Ezra Miller: ‘The Perks of Being a Wallflower’ Was ‘Transformative’

Ezra MillerIn The Perks of Being a Wallflower, Ezra Miller gives a performance that is by turns hilarious, heartwarming, and devastating. He plays Patrick, a high school senior who, even though he is a bit of an outsider, rarely lacks in confidence. Openly gay in an environment where being such can have violent consequences, Patrick continues to dress in drag for The Rocky Horror Picture Show and never shies away from being the center of attention. Like his character, Miller also recently came out, which adds another layer to watching him portray this charismatic, confident character on screen. 

While Charlie is the film’s narrator and lead, Patrick — as played by Miller — is its emotional heart and is magnetic on screen. Hollywood.com spoke with Miller about preparing to play such an intense character and about the added pressure that comes with being involved with a project that has such dedicated fans as Perks does.

While Miller makes a perfect Patrick, he told Hollywood.com that when he first read the novel he related much more closely with Charlie. “The book is written so beautifully from the perspective of Charlie — so when I was 14 years old I read it as Charlie; I saw it initially through Charlie’s eyes,” says Miller. “But then when I got the script and started reading it I simultaneously came to the realization that I had to do this film — it was the next project that I all of a sudden felt thirsty for — and then at the same time I realized that it had been 4 years [since I last read the book] and I was 18 and I found myself in much more of a Patrick situation. And so yeah, from there on out it was clear to me and it was just a matter of convincing all those other people.”

Miller, like fans of the book and soon fans of the film, finds Patrick to be not only a sympathetic character, but one who is easy to look up to. “There is a lot about Patrick that I aspire to,” says Miller. “I think that Patrick has an incredible mechanism to transform his own suffering and the other people he loves, the people around him, that I’m still working on cultivating.”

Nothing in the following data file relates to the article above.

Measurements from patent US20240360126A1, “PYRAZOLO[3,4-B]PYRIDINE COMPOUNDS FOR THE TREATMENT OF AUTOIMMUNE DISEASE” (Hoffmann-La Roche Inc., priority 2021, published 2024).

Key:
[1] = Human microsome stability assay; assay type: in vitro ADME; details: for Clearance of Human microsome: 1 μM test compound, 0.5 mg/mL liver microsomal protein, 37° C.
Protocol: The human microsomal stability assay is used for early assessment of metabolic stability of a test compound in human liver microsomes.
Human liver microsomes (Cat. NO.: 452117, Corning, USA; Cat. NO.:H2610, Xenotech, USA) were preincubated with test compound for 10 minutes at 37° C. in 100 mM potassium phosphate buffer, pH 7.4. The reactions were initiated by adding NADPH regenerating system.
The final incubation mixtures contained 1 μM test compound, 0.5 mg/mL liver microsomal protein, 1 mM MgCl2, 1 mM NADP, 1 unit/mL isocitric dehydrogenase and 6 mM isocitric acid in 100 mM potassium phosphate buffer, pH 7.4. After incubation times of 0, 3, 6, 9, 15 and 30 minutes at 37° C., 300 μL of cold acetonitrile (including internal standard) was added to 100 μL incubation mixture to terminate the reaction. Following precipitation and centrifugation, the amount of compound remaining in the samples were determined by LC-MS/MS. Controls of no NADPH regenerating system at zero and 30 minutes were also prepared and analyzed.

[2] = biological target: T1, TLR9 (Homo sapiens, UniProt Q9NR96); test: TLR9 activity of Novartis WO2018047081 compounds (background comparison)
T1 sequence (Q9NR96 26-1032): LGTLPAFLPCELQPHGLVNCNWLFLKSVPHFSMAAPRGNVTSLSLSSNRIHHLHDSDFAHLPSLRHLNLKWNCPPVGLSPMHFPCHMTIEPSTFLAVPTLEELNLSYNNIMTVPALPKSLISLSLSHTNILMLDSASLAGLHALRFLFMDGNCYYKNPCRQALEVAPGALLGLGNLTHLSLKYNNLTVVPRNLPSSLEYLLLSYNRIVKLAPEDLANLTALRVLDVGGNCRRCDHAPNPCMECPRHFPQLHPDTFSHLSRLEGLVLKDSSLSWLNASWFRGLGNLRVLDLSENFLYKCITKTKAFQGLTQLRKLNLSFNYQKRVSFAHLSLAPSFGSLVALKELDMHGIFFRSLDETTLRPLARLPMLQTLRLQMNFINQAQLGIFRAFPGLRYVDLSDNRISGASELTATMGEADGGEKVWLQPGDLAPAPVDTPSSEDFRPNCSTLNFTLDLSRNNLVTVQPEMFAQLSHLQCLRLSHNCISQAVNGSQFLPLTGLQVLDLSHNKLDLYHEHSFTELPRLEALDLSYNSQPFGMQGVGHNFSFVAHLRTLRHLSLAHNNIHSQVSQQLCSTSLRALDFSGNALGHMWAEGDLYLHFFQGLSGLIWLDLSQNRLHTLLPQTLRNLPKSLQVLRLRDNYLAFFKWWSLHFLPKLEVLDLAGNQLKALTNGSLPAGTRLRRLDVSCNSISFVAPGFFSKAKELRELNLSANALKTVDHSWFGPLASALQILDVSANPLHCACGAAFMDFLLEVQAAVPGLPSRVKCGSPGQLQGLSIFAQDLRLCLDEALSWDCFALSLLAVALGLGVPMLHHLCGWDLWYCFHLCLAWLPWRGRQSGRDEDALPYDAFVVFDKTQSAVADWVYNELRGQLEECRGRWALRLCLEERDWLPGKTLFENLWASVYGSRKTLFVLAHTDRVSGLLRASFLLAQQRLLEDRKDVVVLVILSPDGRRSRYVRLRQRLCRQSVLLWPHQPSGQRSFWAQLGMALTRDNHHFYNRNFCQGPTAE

And that love is transparent on screen. The secret behind the strong bonds we see between the characters is that the friendships between the actors were very real, on screen and off. Miller explains, “It was really just like falling in love with a group of friends. When superficial friendship was no longer satisfactory in and of itself it turned out that we had actually been forming really real, loving bonds and it just became this wild family.”

Miller goes on to describe his experience on the Perks set as “transformative.” “Now I feel like I have a group of friends that supports me in my life and all the other works of art we’re trying to make,” he says. “Which is unique; it’s hard to come by a pack like that. I think it was quite essential to Steve [Chbosky] that we all have this transformative experience and really became that group of misfit toys.”

For Miller, the fact that so many teens look up to Patrick made it all the more important that he put his all into his characterization. “A layer of pressure is also a layer of motivation, a layer of excitement,” he says. “And to feel that necessity, that we needed to make a character who could in and of his own fictional existence spur someone on to rebellion and reparation of the conditions of their own life, that just created a necessity that made it all the more crucial to play Patrick correctly.”

“Personally, I think we fear pressure, but we know deep down that we are all responsive to it,” says Miller. “That with the adaptive nature of each human being, we answer the call that comes to us. So sometimes it’s kind of a blessing in disguise to receive a calling that is particularly challenging or seemingly impossible.”

Follow Abbey Stone on Twitter @abbeystone

[Photo Credit: Summit Entertainment]


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